Their problem was that they were looking through the wrong end of the telescope. Instead of another Reagan, what they needed was someone to play the role of Jimmy Carter, the president whose antagonism to Israel set in motion the 1980 exodus of Jewish voters to the GOP. That’s exactly what they got in Obama.

If, as RJC leaders Matt Brooks and Ari Fleischer insisted on a teleconference with the press about the poll today, it was unfair to expect a party to do better than the 10 percent gains they got yesterday, it must still be observed that they are highly unlikely to be presented with as inviting a target four years from now. Indeed, if a Republican couldn’t do better than 32 percent with Obama as an opponent, it’s likely they will lose ground rather than gain more if they are presented with a Democrat who is demonstrably more sympathetic to Israel than the president.

While the growth of the Orthodox community gives the RJC some hope, their encouraging 2012 results are really just more proof of their intractable problem: convincing an overwhelmingly liberal group to vote for Republicans.

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The Last Ditch of GOP Optimism

Conservatives have spent much of the last few weeks expressing skepticism about polls that showed President Obama winning the election. Democrats claimed this was merely a case of premature sour grapes. But that disbelief, which I shared, was rooted in a reasonable argument. Most polls showing Obama ahead had samples that showed an electorate that seemed to match the 2008 turnout model, in which the Democrats had a large advantage in partisan identification. It seemed highly unlikely that the Democrats could maintain that lead after four dispiriting years of the Obama administration. Surely, they reasoned, the partisan split would be a lot more even in 2012, and polls with more balanced samples showed Romney ahead.

Yet the exit polls currently being discussed on the networks’ elections coverage are showing a turnout model remarkably similar to 2008. That makes the polls look smart and those that staked their reputations on them — like the New York Times’s Nate Silver — even smarter.

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Conservatives have spent much of the last few weeks expressing skepticism about polls that showed President Obama winning the election. Democrats claimed this was merely a case of premature sour grapes. But that disbelief, which I shared, was rooted in a reasonable argument. Most polls showing Obama ahead had samples that showed an electorate that seemed to match the 2008 turnout model, in which the Democrats had a large advantage in partisan identification. It seemed highly unlikely that the Democrats could maintain that lead after four dispiriting years of the Obama administration. Surely, they reasoned, the partisan split would be a lot more even in 2012, and polls with more balanced samples showed Romney ahead.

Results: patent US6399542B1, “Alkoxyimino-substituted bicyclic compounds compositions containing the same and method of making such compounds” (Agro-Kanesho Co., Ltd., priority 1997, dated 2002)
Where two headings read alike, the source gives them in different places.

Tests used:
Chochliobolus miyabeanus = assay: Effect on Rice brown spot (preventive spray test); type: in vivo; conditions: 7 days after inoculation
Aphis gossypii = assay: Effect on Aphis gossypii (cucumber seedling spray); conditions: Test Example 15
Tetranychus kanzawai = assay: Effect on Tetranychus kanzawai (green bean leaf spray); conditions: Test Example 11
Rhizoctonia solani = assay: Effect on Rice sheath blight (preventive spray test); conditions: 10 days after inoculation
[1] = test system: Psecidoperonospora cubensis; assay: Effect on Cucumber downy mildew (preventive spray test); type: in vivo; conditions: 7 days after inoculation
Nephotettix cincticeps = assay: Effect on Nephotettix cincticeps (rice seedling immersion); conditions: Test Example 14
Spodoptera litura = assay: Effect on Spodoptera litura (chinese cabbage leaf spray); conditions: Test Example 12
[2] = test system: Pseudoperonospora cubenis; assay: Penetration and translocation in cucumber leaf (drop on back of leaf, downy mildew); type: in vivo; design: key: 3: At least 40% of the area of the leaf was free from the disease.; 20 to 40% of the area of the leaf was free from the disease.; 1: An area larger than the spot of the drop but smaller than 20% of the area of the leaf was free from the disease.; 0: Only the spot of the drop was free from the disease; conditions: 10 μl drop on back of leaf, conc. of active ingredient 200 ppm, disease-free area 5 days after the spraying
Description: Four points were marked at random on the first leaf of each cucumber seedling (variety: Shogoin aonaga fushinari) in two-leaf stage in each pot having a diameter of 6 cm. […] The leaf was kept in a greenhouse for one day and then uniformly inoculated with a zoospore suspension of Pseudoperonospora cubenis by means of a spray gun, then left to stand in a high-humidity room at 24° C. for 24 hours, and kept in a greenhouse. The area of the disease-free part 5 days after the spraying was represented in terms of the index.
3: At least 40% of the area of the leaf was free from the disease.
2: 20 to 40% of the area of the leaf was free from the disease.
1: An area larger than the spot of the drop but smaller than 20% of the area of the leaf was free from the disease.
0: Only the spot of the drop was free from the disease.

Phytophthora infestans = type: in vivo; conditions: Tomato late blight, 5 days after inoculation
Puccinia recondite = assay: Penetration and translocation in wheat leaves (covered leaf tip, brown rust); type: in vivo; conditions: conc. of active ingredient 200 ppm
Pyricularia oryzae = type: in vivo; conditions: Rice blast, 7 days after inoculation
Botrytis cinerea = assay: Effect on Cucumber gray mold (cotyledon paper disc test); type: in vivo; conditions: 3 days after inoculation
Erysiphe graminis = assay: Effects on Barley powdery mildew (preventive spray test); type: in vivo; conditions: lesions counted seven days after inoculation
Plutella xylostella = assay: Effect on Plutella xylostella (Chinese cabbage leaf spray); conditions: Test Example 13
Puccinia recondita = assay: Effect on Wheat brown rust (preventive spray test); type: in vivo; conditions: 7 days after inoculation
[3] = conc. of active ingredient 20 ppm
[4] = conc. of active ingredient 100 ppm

Yet the exit polls currently being discussed on the networks’ elections coverage are showing a turnout model remarkably similar to 2008. That makes the polls look smart and those that staked their reputations on them — like the New York Times’s Nate Silver — even smarter.

But the only problem with this is that exit polls are notoriously inaccurate. They also tend to favor Democrats. If you don’t believe that truism, just ask President John Kerry, who believed the exit polls that said he won the 2004 election before President George W. Bush was re-elected.

But the question is how inaccurate the exit polls are this year. Even if they are off by a bit, if they are somewhat close to the actual totals, that is very bad news for Mitt Romney. While the night is still young, the last ditch of Republican optimism is based on disbelief in the exit polls. Like the skepticism about the pre-election polls, this is not an unreasonable position. But the exits are going to have to be off by a lot in order for Romney to be the next president.

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White House Wisconsin Spin Won’t Wash

Given the decisive nature of Scott Walker’s recall victory, it’s not likely that Democrats who were prepared to cry foul if they lost in a squeaker will be talking about a “stolen election” after he won with 53 percent of the vote. Instead, the main Democratic talking point in the days after their recall debacle will be to claim that not only is it not a harbinger of more defeats in November but that it may not even have an impact on how Wisconsin will vote for president. Democrats were encouraged by exit polls that showed President Obama holding a big lead over Mitt Romney among recall voters. However, any liberal enthusiasm about the finding is bound to be diminished by the fact those polls were obviously skewed toward Democrats because the 50-50 split they predicted on the recall was disastrously wrong.

But the White House spin that the recall will have no impact on what happens in the fall is not just wrong because of the faulty exit polls. After months of attempts to interpret Republican and Democratic primary results in terms of their predictive value for a general election, Wisconsin didn’t just provide the country with its first partisan matchup of the year. It was the most bitterly contested state election in years, with money pouring in on both sides from around the country. And rather than being a test of personalities as most elections generally prove to be, the attempt by the unions and their liberal allies to take Walker’s scalp as revenge for his legislative achievements provided the country with a clear ideological battle. In a straightforward battle between liberals and conservatives, the latter won in a state that President Obama carried by 14 points in 2008. Anyone who thinks Obama isn’t in for the fight of his life there this year just isn’t paying attention.